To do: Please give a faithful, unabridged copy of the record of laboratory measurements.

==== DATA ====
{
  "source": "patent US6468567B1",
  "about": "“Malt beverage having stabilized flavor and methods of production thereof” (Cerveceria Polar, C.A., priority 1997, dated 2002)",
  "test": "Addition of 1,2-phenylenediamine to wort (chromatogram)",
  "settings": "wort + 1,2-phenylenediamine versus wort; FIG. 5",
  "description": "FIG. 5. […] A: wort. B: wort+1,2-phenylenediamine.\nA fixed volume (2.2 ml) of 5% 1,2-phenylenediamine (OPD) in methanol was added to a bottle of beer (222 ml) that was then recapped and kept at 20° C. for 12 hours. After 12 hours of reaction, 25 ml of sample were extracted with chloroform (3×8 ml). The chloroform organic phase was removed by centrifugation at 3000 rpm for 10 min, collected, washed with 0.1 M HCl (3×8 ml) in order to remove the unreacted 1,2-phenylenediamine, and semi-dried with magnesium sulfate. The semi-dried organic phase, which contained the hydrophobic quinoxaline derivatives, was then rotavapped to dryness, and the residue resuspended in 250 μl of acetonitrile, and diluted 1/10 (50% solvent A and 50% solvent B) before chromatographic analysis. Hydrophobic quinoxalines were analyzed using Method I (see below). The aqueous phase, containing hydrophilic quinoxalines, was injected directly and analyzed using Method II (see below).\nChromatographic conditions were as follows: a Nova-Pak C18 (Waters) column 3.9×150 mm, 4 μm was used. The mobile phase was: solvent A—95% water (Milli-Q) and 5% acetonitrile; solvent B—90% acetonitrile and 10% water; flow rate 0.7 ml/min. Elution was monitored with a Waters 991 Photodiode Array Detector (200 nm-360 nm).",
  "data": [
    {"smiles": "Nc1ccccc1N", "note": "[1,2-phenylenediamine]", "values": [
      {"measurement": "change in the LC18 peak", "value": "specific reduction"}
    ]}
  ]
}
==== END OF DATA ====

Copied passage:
{
  "source": "patent US6468567B1",
  "about": "“Malt beverage having stabilized flavor and methods of production thereof” (Cerveceria Polar, C.A., priority 1997, dated 2002)",
  "test": "Addition of 1,2-phenylenediamine to wort (chromatogram)",
  "settings": "wort + 1,2-phenylenediamine versus wort; FIG. 5",
  "description": "FIG. 5. […] A: wort. B: wort+1,2-phenylenediamine.\nA fixed volume (2.2 ml) of 5% 1,2-phenylenediamine (OPD) in methanol was added to a bottle of beer (222 ml) that was then recapped and kept at 20° C. for 12 hours. After 12 hours of reaction, 25 ml of sample were extracted with chloroform (3×8 ml). The chloroform organic phase was removed by centrifugation at 3000 rpm for 10 min, collected, washed with 0.1 M HCl (3×8 ml) in order to remove the unreacted 1,2-phenylenediamine, and semi-dried with magnesium sulfate. The semi-dried organic phase, which contained the hydrophobic quinoxaline derivatives, was then rotavapped to dryness, and the residue resuspended in 250 μl of acetonitrile, and diluted 1/10 (50% solvent A and 50% solvent B) before chromatographic analysis. Hydrophobic quinoxalines were analyzed using Method I (see below). The aqueous phase, containing hydrophilic quinoxalines, was injected directly and analyzed using Method II (see below).\nChromatographic conditions were as follows: a Nova-Pak C18 (Waters) column 3.9×150 mm, 4 μm was used. The mobile phase was: solvent A—95% water (Milli-Q) and 5% acetonitrile; solvent B—90% acetonitrile and 10% water; flow rate 0.7 ml/min. Elution was monitored with a Waters 991 Photodiode Array Detector (200 nm-360 nm).",
  "data": [
    {"smiles": "Nc1ccccc1N", "note": "[1,2-phenylenediamine]", "values": [
      {"measurement": "change in the LC18 peak", "value": "specific reduction"}
    ]}
  ]
}